Your experience in Baja reflects exactly my experience in November/ December when I traveled to Peru. Nearly 100% masking, required double masks on public transportation including airlines, and required face shields on trains. No inflight snacks, just keep your mask on, no other options. And everyone was vaccinated from the high Andes to the Amazon jungle.
good to hear from you.
So your post title is sarcastic? ?
Nice to hear from you
All these countries masking. Don’t they know masks don’t work? A buncha sheep.
Just testing to see if I’m allowed to post here.
Well, if so and this is an open thread, I’ve been addicted to Outlander. It is a good read and excellent series on starz.
Donut travel is bad!! You put a donut down and the next thing you know it’s gone off with a dog or a woodchuck or something.
@Winston: I was hoping one of the major generals would opt for a thread about the series of novels.
Do not travel?!! We just started our Third Annual COVID/National Park Challenge Road Trip. Seems like staying in a trailer in a campground has been safe enough the last two years so we’re doing it again.
Hardly any masks in South Carolina, same as South PA at home. We’ll be heading further south then west in a day or so. If we can survive Florida I think we’ll make it.
@Winston: Such as how the revolutionary war applies to today. For instance how those who were Loyalist to the Crown then, were the slave owners then, which became the Confederates and now are the Magats today. Isn’t about time we get rid of them? Or must we endure them forever?
Possibly a little more complex than that.
@danielx: Maybe. But I think it boils down to we the people for the people vs we the people, for the king. As it was in 1775.
48-years ago today Dolly Parton released her thirteenth solo studio album, “Jolene” (1974)
Masks and temperature checks everywhere? I may move there.
I was in New York for a couple of days in mid-January. It wasn’t quite the peak of omicron, but it was still at a pretty high level. Masks everywhere, required in most indoor spaces, vaccination checks to get into restaurants and theatres. Even with the covid levels, I felt so much more relaxed than at home, where masking is also pretty good but no one’s enforcing it, no vaccine checks (so I’m not going to restaurants), etc.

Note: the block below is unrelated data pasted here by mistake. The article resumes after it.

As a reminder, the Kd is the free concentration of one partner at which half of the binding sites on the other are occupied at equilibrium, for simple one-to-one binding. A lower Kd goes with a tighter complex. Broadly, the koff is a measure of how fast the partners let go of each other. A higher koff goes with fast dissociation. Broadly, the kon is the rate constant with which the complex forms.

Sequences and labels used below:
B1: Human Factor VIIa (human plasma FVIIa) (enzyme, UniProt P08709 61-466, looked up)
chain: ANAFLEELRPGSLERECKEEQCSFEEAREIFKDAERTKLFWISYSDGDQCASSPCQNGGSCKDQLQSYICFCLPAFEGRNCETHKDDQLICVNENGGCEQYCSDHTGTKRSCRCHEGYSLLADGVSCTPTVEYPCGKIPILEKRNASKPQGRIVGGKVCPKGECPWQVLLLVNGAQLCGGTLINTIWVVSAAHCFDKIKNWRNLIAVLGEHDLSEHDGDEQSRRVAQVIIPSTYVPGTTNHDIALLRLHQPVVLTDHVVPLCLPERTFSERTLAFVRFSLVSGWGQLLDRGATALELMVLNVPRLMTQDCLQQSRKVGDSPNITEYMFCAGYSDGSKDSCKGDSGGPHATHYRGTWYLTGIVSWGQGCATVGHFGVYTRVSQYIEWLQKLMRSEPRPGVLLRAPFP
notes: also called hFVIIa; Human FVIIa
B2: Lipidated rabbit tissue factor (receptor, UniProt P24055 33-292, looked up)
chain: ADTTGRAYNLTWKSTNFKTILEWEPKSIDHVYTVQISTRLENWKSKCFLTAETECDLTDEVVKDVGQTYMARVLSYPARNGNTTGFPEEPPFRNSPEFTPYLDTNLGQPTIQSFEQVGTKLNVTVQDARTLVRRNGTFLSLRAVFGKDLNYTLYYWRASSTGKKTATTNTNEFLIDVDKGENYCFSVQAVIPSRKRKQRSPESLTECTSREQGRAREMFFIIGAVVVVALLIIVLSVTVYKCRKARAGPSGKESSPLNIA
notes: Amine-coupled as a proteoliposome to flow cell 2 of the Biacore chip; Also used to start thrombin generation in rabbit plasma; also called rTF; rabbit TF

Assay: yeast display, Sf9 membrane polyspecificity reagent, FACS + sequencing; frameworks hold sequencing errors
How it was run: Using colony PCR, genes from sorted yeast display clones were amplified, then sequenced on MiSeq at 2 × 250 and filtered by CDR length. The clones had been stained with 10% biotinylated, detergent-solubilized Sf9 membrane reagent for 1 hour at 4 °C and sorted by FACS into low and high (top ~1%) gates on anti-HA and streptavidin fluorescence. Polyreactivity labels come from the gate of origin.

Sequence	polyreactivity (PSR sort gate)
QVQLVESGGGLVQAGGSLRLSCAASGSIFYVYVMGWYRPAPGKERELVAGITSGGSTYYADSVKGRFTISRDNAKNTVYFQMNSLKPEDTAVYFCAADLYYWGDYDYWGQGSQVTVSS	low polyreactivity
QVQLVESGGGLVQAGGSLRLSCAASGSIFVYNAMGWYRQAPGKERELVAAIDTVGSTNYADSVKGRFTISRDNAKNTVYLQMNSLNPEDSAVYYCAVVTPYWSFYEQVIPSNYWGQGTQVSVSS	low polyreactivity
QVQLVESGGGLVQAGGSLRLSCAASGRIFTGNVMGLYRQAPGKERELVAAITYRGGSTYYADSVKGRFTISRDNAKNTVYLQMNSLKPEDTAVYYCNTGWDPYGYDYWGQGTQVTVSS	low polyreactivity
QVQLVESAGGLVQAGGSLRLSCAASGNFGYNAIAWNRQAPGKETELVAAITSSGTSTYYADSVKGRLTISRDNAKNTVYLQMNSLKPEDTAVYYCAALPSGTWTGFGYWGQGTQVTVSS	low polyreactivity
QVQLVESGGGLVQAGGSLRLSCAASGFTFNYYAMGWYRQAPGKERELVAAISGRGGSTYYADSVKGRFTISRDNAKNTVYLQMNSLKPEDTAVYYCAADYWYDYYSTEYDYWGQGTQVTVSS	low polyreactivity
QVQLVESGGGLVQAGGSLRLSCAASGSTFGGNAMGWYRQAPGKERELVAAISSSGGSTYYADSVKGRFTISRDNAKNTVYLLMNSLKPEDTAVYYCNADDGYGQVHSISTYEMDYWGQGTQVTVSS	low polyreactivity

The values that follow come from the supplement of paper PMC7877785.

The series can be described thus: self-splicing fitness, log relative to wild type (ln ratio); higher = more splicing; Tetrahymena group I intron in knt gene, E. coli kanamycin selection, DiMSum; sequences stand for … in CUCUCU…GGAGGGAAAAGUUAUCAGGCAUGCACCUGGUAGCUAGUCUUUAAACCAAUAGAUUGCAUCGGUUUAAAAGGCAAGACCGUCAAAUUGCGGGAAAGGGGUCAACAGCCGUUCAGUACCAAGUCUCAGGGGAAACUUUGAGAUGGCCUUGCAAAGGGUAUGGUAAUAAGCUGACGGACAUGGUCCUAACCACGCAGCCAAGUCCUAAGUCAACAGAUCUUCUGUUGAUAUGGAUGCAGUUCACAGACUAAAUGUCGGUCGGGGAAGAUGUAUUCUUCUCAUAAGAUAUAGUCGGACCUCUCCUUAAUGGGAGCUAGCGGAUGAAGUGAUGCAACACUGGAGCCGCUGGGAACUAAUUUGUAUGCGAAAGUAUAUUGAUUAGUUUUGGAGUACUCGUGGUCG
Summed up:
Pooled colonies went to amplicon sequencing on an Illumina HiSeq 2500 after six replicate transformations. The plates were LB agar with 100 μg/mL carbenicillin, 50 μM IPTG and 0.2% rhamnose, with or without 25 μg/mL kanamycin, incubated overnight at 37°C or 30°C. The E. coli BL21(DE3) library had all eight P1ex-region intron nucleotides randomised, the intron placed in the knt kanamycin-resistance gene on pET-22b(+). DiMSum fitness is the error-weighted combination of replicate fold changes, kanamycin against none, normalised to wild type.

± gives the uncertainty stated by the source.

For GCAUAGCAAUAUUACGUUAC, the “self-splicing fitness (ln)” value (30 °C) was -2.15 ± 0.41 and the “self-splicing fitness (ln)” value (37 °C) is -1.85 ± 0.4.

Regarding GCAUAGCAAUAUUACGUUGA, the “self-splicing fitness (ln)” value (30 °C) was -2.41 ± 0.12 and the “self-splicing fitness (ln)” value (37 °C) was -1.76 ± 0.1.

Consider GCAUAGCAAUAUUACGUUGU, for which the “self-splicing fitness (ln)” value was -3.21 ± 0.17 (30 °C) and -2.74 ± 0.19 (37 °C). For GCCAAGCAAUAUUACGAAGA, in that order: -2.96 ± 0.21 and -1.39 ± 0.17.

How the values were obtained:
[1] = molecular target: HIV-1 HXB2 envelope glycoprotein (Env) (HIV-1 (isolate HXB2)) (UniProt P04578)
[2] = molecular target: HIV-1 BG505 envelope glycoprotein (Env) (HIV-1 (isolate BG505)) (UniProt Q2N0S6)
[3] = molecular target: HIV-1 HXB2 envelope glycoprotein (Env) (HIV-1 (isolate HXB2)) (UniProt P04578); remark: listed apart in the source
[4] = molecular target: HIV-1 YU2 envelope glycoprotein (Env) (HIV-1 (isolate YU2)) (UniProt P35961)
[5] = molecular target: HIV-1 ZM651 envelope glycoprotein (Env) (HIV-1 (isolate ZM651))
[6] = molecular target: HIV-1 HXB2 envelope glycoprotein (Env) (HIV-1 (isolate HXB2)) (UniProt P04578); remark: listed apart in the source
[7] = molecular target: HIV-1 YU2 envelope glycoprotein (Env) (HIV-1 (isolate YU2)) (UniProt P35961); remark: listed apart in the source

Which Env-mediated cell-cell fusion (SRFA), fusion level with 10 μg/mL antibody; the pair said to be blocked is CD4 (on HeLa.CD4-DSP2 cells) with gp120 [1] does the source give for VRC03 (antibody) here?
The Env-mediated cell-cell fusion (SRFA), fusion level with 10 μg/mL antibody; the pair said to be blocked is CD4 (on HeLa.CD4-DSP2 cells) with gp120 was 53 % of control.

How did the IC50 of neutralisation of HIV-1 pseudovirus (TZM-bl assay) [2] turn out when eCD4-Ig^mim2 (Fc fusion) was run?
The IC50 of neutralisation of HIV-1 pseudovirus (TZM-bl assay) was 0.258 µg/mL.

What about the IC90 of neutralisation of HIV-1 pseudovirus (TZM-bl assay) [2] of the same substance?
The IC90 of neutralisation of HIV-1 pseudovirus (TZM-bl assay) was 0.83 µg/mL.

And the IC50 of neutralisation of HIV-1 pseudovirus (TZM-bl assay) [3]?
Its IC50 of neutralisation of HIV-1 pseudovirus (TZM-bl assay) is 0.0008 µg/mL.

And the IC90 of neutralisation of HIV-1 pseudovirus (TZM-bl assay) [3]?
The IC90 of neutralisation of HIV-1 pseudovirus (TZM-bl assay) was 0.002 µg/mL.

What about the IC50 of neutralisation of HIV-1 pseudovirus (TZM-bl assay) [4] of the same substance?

I wish we could force into the brains of maga types that we’re not “cowering in fear” when we have these pubic health measures, rather, it lets us not worry about it (much).
It is difficult to get sheep to learn anything other than to all follow in a herd. Oh and to shit everywhere. But then they are animals.
You were talking about maga types. I may be giving them too much credit…..
@Steeplejack: since vax programs were handled at the state level and not the dysfunctional fed level, vax rates are not terrible – slightly higher than the US at the two shot number. Not sure how much variation at the individual state level.
Thanks for the information.
a crapload of Loyalists weren’t slavers, and a bunch of both moved up to the Canadian colonies during and after the war. Many of the ones who had slaves, as much as possible, either freed them before leaving, or brought them north, then freed them. In 1799, a US slaver tried to enforce his “ownership” in New Brunswick and the Court ruled that one cannot own a “person”, therefore his “proof of property” was null and void.
Britain of course, was one of the first major nations to not only ban slavery, but use her military power to suppress the slave trade.
Everything you wanted in a beer. And less.
Also, Olympic curling in full swing.
@Jay: We are told, that the subjection of Americans may tend to the diminution of our own liberties; an event, which none but very perspicacious politicians are able to foresee. If slavery be thus fatally contagious, how is it that we hear the loudest yelps for liberty among the drivers of negroes? (Samuel Johnson, 1775)